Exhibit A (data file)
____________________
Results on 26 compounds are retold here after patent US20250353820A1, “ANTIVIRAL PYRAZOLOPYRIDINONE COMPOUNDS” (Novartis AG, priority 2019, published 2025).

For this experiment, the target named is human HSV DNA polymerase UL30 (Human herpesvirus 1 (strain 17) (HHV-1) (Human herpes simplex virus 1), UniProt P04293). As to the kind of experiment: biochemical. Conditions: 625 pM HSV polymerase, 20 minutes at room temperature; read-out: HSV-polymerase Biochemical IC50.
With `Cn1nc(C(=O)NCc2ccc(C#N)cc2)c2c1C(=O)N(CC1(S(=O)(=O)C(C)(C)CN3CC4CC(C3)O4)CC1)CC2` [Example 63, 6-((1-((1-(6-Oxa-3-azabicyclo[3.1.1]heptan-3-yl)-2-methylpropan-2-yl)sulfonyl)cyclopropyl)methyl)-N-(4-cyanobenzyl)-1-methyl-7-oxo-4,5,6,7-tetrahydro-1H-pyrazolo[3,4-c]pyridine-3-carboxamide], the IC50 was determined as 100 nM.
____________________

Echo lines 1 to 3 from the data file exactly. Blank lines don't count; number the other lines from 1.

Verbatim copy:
Results on 26 compounds are retold here after patent US20250353820A1, “ANTIVIRAL PYRAZOLOPYRIDINONE COMPOUNDS” (Novartis AG, priority 2019, published 2025).

For this experiment, the target named is human HSV DNA polymerase UL30 (Human herpesvirus 1 (strain 17) (HHV-1) (Human herpes simplex virus 1), UniProt P04293). As to the kind of experiment: biochemical. Conditions: 625 pM HSV polymerase, 20 minutes at room temperature; read-out: HSV-polymerase Biochemical IC50.
With `Cn1nc(C(=O)NCc2ccc(C#N)cc2)c2c1C(=O)N(CC1(S(=O)(=O)C(C)(C)CN3CC4CC(C3)O4)CC1)CC2` [Example 63, 6-((1-((1-(6-Oxa-3-azabicyclo[3.1.1]heptan-3-yl)-2-methylpropan-2-yl)sulfonyl)cyclopropyl)methyl)-N-(4-cyanobenzyl)-1-methyl-7-oxo-4,5,6,7-tetrahydro-1H-pyrazolo[3,4-c]pyridine-3-carboxamide], the IC50 was determined as 100 nM.